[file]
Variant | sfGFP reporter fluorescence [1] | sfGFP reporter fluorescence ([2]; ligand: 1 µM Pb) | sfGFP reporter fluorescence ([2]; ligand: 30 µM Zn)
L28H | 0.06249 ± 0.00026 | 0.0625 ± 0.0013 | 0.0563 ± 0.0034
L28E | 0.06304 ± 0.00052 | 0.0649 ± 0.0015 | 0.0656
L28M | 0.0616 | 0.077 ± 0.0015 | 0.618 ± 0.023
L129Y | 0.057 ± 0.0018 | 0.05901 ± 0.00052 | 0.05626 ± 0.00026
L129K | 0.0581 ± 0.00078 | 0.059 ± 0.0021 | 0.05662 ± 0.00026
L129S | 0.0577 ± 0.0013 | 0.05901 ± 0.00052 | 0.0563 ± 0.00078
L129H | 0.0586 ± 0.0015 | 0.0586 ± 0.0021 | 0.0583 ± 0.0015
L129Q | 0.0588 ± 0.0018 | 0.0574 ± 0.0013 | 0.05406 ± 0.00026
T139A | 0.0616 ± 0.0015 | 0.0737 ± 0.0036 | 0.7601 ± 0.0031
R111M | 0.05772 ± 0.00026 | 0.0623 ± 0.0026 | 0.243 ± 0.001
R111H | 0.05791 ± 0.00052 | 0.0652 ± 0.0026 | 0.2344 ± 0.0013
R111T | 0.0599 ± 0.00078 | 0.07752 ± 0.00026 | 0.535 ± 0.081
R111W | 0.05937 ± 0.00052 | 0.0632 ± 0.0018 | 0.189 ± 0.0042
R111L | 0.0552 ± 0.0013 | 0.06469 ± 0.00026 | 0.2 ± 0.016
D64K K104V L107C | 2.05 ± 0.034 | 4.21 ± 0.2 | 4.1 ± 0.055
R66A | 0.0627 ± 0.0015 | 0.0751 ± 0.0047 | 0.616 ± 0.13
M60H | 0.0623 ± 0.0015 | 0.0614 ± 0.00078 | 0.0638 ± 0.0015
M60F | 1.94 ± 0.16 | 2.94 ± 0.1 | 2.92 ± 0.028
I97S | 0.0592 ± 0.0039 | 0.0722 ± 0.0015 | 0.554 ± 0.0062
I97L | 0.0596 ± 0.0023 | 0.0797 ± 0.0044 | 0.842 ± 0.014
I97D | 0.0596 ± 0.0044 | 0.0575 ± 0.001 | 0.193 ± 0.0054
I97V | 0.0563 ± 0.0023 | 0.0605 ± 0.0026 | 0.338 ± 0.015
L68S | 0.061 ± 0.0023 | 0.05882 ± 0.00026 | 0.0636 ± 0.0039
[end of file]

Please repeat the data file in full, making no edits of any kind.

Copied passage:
Variant | sfGFP reporter fluorescence [1] | sfGFP reporter fluorescence ([2]; ligand: 1 µM Pb) | sfGFP reporter fluorescence ([2]; ligand: 30 µM Zn)
L28H | 0.06249 ± 0.00026 | 0.0625 ± 0.0013 | 0.0563 ± 0.0034
L28E | 0.06304 ± 0.00052 | 0.0649 ± 0.0015 | 0.0656
L28M | 0.0616 | 0.077 ± 0.0015 | 0.618 ± 0.023
L129Y | 0.057 ± 0.0018 | 0.05901 ± 0.00052 | 0.05626 ± 0.00026
L129K | 0.0581 ± 0.00078 | 0.059 ± 0.0021 | 0.05662 ± 0.00026
L129S | 0.0577 ± 0.0013 | 0.05901 ± 0.00052 | 0.0563 ± 0.00078
L129H | 0.0586 ± 0.0015 | 0.0586 ± 0.0021 | 0.0583 ± 0.0015
L129Q | 0.0588 ± 0.0018 | 0.0574 ± 0.0013 | 0.05406 ± 0.00026
T139A | 0.0616 ± 0.0015 | 0.0737 ± 0.0036 | 0.7601 ± 0.0031
R111M | 0.05772 ± 0.00026 | 0.0623 ± 0.0026 | 0.243 ± 0.001
R111H | 0.05791 ± 0.00052 | 0.0652 ± 0.0026 | 0.2344 ± 0.0013
R111T | 0.0599 ± 0.00078 | 0.07752 ± 0.00026 | 0.535 ± 0.081
R111W | 0.05937 ± 0.00052 | 0.0632 ± 0.0018 | 0.189 ± 0.0042
R111L | 0.0552 ± 0.0013 | 0.06469 ± 0.00026 | 0.2 ± 0.016
D64K K104V L107C | 2.05 ± 0.034 | 4.21 ± 0.2 | 4.1 ± 0.055
R66A | 0.0627 ± 0.0015 | 0.0751 ± 0.0047 | 0.616 ± 0.13
M60H | 0.0623 ± 0.0015 | 0.0614 ± 0.00078 | 0.0638 ± 0.0015
M60F | 1.94 ± 0.16 | 2.94 ± 0.1 | 2.92 ± 0.028
I97S | 0.0592 ± 0.0039 | 0.0722 ± 0.0015 | 0.554 ± 0.0062
I97L | 0.0596 ± 0.0023 | 0.0797 ± 0.0044 | 0.842 ± 0.014
I97D | 0.0596 ± 0.0044 | 0.0575 ± 0.001 | 0.193 ± 0.0054
I97V | 0.0563 ± 0.0023 | 0.0605 ± 0.0026 | 0.338 ± 0.015
L68S | 0.061 ± 0.0023 | 0.05882 ± 0.00026 | 0.0636 ± 0.0039